BFRM is a
comprehensive implementation of sparse statistical
models for high-dimensional data analysis, structure
discovery and prediction.
The framework of sparse latent factor modelling coupled with sparse regression and anova for multivariate data is relevant in many exploratory and predictive problems with very high-dimensional multivariate observations. Bayesian analysis utilising sparsity-inducing models, and computational methods able to efficiently explore and fit large-scale models, now allow these approaches to be used in increasingly complex and high-dimensional problems.
The statistical methods and computational analysis represented in BFRM are generic and will apply in many areas of application. Some recent applications include studies in finance and econometrics and other areas. A major focus for applications is in biological studies using gene expression data coupled with outcomes (phenotypes) to be predicted based on patterns underlying gene expression, and especially for biological pathway analysis and the evaluation of subpathway structure. Examples of the use of the program in this area will be provided shortly.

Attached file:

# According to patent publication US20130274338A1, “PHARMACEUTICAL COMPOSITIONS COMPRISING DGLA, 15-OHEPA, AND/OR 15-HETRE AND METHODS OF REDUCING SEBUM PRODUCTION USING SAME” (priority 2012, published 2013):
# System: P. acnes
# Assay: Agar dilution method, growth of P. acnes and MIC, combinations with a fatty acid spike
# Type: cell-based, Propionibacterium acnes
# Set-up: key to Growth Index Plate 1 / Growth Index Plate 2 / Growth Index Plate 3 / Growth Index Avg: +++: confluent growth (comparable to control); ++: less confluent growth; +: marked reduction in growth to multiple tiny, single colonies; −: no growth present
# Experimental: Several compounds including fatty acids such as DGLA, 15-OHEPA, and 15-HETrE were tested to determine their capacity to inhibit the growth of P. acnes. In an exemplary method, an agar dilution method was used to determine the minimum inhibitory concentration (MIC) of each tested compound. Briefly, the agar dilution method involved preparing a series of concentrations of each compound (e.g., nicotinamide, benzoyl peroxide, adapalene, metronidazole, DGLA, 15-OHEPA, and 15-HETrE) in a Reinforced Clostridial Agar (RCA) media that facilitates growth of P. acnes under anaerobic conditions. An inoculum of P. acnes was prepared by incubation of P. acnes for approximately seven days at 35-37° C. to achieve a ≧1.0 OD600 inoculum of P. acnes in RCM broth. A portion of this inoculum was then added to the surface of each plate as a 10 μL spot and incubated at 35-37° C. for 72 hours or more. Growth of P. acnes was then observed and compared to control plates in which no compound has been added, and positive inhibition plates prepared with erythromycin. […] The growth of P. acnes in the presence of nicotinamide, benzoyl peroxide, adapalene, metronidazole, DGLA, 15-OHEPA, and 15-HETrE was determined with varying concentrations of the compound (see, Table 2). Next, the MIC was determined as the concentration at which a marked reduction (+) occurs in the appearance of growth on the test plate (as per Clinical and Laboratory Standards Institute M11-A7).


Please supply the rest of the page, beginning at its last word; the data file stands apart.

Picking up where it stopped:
Key manuscripts with examples
Duke colleagues Joe Nevins and Jeff Chang have provided important and continuing input into the development of BFRM linked to genomics applications, as well as feedback and testing.
The research and development underlying BFRM was supported, in part, by the National Science Foundation (grants DMS-0102227 and 0342172) and the National Institutes of Health (grants HL-73042 and CA-112952). Any opinions, findings and conclusions or recomendations expressed in this work are those of the authors and do not necessarily reflect the views of the NSF or NIH.
This software is made freely available to any interested user. The authors can provide no support nor assistance with implementations beyond the details and examples here, nor extensions of the code for other purposes. The download has been tested to confirm all details are operational as described here.
It is understood by the user that neither the authors nor Duke University bear any responsibility nor assume any liability for any end-use of this software. It is expected that appropriate credit/acknowledgement be given should the software be included as an element in other software development or in publications.
BFRM developed by: Quanli Wang - Carlos Carvalho - Joe Lucas - Mike West